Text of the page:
Vayiggash & Vayehi: Forgiven?

April 11, 2011 at 7:18 pm | Posted in Vayechi, Vayiggash | Leave a comment

(This blog was first posted on December 7, 2010.)

And Joseph said to his brothers: I am Joseph.  Is my father really still alive?  But his brothers were not able to answer him, because they were terrified (nivhalu) before his face.  And Joseph said to his brothers: Please step close to me.  And they stepped close.  And he said: I am Joseph, your brother, whom you sold into Egypt.  And now, don’t feel bad, and don’t consider it disturbing that you sold me here, because God sent me before you to preserve life.  (Genesis/Bereishit 45:3-5)

Therefore you did not send me here, but the God!  (Genesis/Berishit 45:8)

nivhalu = they were terrified, they were out of their senses, they panicked, they were shocked

Joseph finally reveals his identity to his brothers in this week’s Torah portion, Vayiggash (And he stepped close).  Joseph’s ten older brothers had sold him into slavery when he was 17.  Twenty years later, they travel to  Egypt to buy grain.  By this time, Joseph is Pharaoh’s head administrator and economic advisor.  He is twenty years older, he has an Egyptian name, and he wears Egyptian clothes.  He pretends to be the stranger he appears, speaking to his brothers through an interpreter, and he forces them to go through a series of punishing tests—perhaps to see if they have changed, perhaps to get revenge on them.  The final “test” is when Joseph plants his silver goblet in the sack of Benjamin (the youngest brother and the only one who had nothing to do with Joseph’s sale), then insists that Benjamin stole it and must remain in Egypt as a slave.

As this week’s portion begins, one of the brothers, Judah, steps up to Joseph and begs to be enslaved in Benjamin’s place.  Judah explains that if Benjamin does not return to Canaan, their father Jacob will die of grief.

This plea moves Joseph so much that he can no longer continue either his masquerade or his testing.  He sends away the Egyptians, and says in Hebrew, “I am Joseph.”  When his brothers are too terrified to answer, he tells them not to worry about their old crime, because God made them do it for a good reason.

This is sufficiently reassuring, combined with Joseph’s tears, that the brothers become able to speak to him (though only Benjamin, the one brother without a crime on his conscience, responds with tears of his own).  The brothers even take Joseph’s message back to their father, Jacob, and move their whole extended family down to Egypt to live under Joseph’s protection.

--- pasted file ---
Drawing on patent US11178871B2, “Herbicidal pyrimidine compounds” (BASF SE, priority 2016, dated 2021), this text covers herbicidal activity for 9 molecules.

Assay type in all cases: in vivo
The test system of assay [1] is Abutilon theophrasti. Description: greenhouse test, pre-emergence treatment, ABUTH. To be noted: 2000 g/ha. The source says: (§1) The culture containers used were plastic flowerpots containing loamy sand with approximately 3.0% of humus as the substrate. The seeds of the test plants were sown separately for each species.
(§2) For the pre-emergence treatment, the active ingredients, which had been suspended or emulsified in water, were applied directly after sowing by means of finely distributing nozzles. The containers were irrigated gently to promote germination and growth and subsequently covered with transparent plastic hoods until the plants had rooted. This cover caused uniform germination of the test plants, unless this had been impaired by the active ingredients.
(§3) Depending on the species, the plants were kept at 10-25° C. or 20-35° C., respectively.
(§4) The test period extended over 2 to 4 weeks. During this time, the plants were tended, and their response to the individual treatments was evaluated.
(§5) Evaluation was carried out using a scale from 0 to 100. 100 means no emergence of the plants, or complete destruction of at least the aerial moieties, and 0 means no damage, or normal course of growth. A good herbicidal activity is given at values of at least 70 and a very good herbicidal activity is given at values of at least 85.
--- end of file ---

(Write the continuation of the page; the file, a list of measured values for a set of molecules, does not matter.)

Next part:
Yet the reconciliation of the brothers is incomplete.  In the final Torah portion of Genesis, Vayehi (“And it happened”), the patriarch Jacob dies, 17 years after the whole clan moved to Egypt.  After their father’s death, the ten older brothers are afraid Joseph will take revenge on them after all.  They come and beg him for forgiveness.  Apparently Joseph’s earlier speech, translated above, was not sufficient for them to believe they were forgiven.

My opinion is that when Joseph reveals himself to his brothers, he not only fails to tell them he forgives them, he even prevents them from apologizing.

Joseph has overheard them speaking to each other in Hebrew, saying that their bad fortune with this Egyptian administrator must be God’s punishment for their cruelty to their little brother Joseph.  He knows they feel guilty.  Yet when he tells them he is the one they “sold into Egypt”, he does not pause to give them a chance to apologize.  Instead he rushes on to say that God made them sell him, so that he would wind up in his current position as master of Egypt’s economy and preserver of their lives.  In other words, they are not really responsible for their own crime; it was all determined by God.

The brothers don’t buy it.  They still blame themselves for their cruelty to Joseph.  Joseph’s speech allays their fear of retribution for a while, but does not resolve their guilt.

When the ten brothers beg Joseph for forgiveness at the end of the book of Genesis/Bereishit, Joseph at least grants them the dignity of being responsible for their own bad intentions, and says God just used their wicked deed to generate good.  Joseph also assures his brothers he will continue to take care of them.  But he still does not explicitly forgive them.

It’s a tall order, but I try to do better than Joseph.  When people admit they might have harmed me, I remember Joseph, and I’m careful to accept their apologies, implied or explicit.  Instead of saying merely, “It’s okay,” I say:  “Thank you for apologizing.  It’s okay, I forgive you.”

I don’t want anyone to suffer any lingering guilt or uncertainty on my account.

(On the other hand, if I believe someone has done me wrong, and that person never admits it nor apologizes, is true forgiveness possible?  That will have to be a subject for another blog!)

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